so yes, I agree, if we are talking about relationships, we are also talking about inter-personal relationships, something that we also encounter materially while driving, when we let a pedestrian pass the road, when we drive like crazy not caring about anyone else, etc..
    Funny enough, I’ve recently started using the expression “tfaddal Akhi Al mou3atein” (“please pass by my citizen brother) whenever an asshole is driving next to me. There is much to say about this, so when an NGO launches a civility campaign as the solution for pedestrians crossing the road, shit becomes classist.

  3. Hey Shamshouma
    I’m intrigued by your post. I like the idea of structural violence. Would you be so kind and please elaborate on this particular sentence:
    “Structural violence is the form of oppression, segregation and assault committed by social structures and institutions on certain communities, races, bodies and peoples that produce ontologically different bodies, races and peoples; and also produce chaotic and “uncivilized” people who don’t cross the road properly in Lebanon.”

    Also, you mentioned that NGO’s help produce weak structures, and that would lead to disobedience and/or defiance. Could you please elaborate on that too?

    • ok, so structural violence is this form of normalized violence (violence that is considered normal, routine, bureaucratic, that we take for granted as normal, that doesn’t shock us anymore but might sock an outsider) practiced by institutions (police, the healthcare system (hospitals, doctors, codes of conduct etc.), science (psychology, medicine, etc), state policies, the law (the court), education, academia, etc) not individuals. The fact that it is a violence practiced by institutions makes it normalized actually, so we take it for granted as “this is how things are and have been”.
      Let me give you an example.
      structural violence is a concept commonly used by Paul Farmer who is a medical anthropologist (both a doctor and an anthropologist) who did work on AIDS in Haiti. He wrote a famous article called “the anthropology of structural violence”, where he argued that the reason why AIDS has persisted in Haiti for so long despite public health effort is NOT because individuals are ignorant of “safe sexual practices” or just don’t care about it, but because of these epidemics are “rooted in the enduring effects of European expansion in the New World and in the slavery and racism with which it was associated”.
      The AIDS epidemic is a product, an outcome of slavery, poverty, social inequalities produced by colonialism and imperialism and NOT a separate individual or cultural lack of obedience to normative behaviors.
      In this sense, institutions (in Farmer’s case colonial institutions) produce afflicted and diseased Haitian bodies, produce “blackness” and race (as is the case with for example the USA’s system of classifying races into categories in order to allocate funds, services etc), bodies that are different from mine. Allocating this difference to ignorance and individualistic inability “to abide by rules” is therefore quite problematic.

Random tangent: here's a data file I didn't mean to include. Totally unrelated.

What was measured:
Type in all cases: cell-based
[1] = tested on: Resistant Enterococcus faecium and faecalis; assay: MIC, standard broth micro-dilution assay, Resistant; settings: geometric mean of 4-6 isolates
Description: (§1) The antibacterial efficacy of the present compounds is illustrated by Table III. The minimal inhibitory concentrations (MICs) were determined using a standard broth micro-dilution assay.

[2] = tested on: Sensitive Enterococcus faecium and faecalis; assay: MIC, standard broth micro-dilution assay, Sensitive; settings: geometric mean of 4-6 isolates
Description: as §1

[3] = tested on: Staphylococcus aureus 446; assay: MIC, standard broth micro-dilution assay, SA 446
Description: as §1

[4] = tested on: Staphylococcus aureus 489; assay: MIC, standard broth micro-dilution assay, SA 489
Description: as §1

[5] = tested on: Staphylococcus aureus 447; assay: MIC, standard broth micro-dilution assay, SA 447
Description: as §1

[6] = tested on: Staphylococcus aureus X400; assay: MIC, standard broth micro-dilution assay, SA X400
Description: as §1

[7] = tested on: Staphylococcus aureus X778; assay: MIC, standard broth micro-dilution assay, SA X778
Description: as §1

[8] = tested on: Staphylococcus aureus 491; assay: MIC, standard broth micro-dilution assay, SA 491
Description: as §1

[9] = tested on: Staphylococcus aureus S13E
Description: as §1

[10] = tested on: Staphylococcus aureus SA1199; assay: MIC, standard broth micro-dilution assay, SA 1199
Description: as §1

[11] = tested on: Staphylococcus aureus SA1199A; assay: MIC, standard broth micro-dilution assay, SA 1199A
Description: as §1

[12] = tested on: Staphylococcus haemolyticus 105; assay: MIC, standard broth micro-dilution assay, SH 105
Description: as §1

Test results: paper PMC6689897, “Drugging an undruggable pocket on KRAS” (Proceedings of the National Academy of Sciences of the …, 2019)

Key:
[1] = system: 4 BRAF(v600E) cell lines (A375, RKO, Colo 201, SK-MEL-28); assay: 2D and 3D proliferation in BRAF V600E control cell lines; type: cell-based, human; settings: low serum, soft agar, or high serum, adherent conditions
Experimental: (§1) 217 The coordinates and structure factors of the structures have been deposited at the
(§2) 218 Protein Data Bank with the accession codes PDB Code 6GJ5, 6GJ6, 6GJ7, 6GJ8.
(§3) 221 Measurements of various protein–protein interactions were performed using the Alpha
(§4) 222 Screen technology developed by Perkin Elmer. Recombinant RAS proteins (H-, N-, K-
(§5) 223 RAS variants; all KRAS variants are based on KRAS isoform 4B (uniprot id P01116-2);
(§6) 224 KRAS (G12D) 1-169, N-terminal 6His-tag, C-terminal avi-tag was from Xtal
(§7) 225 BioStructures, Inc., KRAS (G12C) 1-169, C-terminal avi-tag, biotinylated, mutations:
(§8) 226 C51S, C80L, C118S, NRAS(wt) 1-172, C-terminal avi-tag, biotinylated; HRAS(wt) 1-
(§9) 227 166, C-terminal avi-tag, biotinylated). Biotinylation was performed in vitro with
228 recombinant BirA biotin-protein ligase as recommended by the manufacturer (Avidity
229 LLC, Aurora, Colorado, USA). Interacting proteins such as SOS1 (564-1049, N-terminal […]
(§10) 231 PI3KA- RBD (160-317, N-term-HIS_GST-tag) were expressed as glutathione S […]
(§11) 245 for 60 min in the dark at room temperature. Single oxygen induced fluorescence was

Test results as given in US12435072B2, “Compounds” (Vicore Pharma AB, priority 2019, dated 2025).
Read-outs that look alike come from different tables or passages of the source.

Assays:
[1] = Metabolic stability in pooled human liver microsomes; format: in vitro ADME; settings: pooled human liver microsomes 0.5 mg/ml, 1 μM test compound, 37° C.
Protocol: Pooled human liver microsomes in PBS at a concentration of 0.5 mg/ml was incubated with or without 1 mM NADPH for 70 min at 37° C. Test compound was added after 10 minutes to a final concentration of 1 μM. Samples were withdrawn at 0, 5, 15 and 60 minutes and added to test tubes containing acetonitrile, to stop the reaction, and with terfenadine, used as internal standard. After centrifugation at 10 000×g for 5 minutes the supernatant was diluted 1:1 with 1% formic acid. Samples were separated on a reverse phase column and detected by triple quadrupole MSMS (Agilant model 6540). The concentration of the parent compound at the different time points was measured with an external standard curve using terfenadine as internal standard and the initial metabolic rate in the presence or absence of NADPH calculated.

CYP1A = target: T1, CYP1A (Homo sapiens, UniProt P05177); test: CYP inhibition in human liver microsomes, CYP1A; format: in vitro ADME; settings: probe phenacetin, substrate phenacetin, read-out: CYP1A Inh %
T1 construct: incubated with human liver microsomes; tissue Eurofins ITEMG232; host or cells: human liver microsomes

structural violence has been used in so many ways to speak of homelessness, mental illness and racism.
      I should note that this concept has been critiqued later in literature, mainly because it could be used as a black box that contains everything and says nothing. I partly agree with that, but I think that if we can account for structural violence materially by investigating its traces, then we wont fall into that trap.
      As for the second point, what I meant was Non-Governmental Organizations, by definition (non-governmental :)) and function, weaken state institutions. Lebanon is a clear example of that, everything is run by NGOs including ministries, thereby weakening themselves the state authority and legitimacy.

      • Ah! I see!
        And how is everything run by NGO’s, including ministries? could you give me an example?

        • ministry of social affairs, ministry of health, ministry of agriculture, etc, not to mention local municipalities are partners with NGOs and run their programs.

          • And how did you come to know that it’s NGO’s that run the ministries?

            • there are tons of project that the UN and other NGOs do with these ministries and fund, it is a known fact, not private information that I know. If you need anymore information about it, check the ministries’ websites and also newspapers. this is not a new and revealing piece of information ya3neh. I didnt say they “run” them but most of the programs are NGOs programs implemented by ministries.